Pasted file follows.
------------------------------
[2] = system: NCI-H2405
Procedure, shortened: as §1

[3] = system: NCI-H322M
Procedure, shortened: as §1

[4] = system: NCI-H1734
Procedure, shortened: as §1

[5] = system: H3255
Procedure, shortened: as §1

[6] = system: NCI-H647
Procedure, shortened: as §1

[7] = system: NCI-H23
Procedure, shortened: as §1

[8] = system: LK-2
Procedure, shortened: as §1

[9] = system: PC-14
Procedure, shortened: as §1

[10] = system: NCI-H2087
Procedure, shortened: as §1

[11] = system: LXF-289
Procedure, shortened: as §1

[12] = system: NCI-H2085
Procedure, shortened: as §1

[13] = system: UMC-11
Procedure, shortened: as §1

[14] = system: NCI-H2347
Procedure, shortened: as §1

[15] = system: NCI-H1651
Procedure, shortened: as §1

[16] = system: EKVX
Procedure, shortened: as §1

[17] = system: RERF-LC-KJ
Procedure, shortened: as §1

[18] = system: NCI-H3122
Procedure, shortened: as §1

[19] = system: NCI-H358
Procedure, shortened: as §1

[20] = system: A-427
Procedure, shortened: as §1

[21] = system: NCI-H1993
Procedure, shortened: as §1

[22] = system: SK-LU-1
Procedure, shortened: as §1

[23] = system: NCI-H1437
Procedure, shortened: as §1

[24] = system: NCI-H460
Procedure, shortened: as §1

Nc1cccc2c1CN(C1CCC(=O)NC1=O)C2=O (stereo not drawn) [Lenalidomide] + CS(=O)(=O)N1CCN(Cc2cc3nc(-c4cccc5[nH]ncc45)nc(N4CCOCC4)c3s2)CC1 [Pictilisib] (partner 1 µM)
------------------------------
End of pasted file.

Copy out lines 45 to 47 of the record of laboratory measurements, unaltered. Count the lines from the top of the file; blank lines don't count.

[24] = system: NCI-H460
Procedure, shortened: as §1

Nc1cccc2c1CN(C1CCC(=O)NC1=O)C2=O (stereo not drawn) [Lenalidomide] + CS(=O)(=O)N1CCN(Cc2cc3nc(-c4cccc5[nH]ncc45)nc(N4CCOCC4)c3s2)CC1 [Pictilisib] (partner 1 µM)